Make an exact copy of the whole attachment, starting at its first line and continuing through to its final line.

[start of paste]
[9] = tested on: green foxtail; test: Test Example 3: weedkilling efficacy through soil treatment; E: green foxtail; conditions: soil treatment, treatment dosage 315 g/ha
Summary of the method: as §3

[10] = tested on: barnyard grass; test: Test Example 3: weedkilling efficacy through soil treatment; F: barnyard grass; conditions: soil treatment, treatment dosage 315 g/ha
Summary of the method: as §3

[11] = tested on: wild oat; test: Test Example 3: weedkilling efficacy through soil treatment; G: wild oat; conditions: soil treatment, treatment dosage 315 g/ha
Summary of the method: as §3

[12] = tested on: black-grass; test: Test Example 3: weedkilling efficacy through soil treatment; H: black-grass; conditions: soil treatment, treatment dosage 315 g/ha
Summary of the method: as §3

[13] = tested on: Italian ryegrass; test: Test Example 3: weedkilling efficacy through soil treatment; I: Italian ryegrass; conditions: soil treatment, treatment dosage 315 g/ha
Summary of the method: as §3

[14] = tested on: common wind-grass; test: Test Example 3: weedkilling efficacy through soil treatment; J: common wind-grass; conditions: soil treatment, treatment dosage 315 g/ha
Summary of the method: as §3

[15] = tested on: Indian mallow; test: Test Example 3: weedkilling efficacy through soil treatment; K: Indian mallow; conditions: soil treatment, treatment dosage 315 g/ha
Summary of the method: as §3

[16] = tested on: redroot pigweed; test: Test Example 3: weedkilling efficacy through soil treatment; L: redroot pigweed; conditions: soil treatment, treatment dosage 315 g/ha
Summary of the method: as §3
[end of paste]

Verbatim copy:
[9] = tested on: green foxtail; test: Test Example 3: weedkilling efficacy through soil treatment; E: green foxtail; conditions: soil treatment, treatment dosage 315 g/ha
Summary of the method: as §3

[10] = tested on: barnyard grass; test: Test Example 3: weedkilling efficacy through soil treatment; F: barnyard grass; conditions: soil treatment, treatment dosage 315 g/ha
Summary of the method: as §3

[11] = tested on: wild oat; test: Test Example 3: weedkilling efficacy through soil treatment; G: wild oat; conditions: soil treatment, treatment dosage 315 g/ha
Summary of the method: as §3

[12] = tested on: black-grass; test: Test Example 3: weedkilling efficacy through soil treatment; H: black-grass; conditions: soil treatment, treatment dosage 315 g/ha
Summary of the method: as §3

[13] = tested on: Italian ryegrass; test: Test Example 3: weedkilling efficacy through soil treatment; I: Italian ryegrass; conditions: soil treatment, treatment dosage 315 g/ha
Summary of the method: as §3

[14] = tested on: common wind-grass; test: Test Example 3: weedkilling efficacy through soil treatment; J: common wind-grass; conditions: soil treatment, treatment dosage 315 g/ha
Summary of the method: as §3

[15] = tested on: Indian mallow; test: Test Example 3: weedkilling efficacy through soil treatment; K: Indian mallow; conditions: soil treatment, treatment dosage 315 g/ha
Summary of the method: as §3

[16] = tested on: redroot pigweed; test: Test Example 3: weedkilling efficacy through soil treatment; L: redroot pigweed; conditions: soil treatment, treatment dosage 315 g/ha
Summary of the method: as §3